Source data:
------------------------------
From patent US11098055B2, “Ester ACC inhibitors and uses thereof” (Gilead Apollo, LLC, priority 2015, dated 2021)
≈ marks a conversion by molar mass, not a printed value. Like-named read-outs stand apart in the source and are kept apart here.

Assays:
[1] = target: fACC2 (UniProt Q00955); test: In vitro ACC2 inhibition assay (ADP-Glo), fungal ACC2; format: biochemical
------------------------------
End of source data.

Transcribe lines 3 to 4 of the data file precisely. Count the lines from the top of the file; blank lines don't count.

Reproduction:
Assays:
[1] = target: fACC2 (UniProt Q00955); test: In vitro ACC2 inhibition assay (ADP-Glo), fungal ACC2; format: biochemical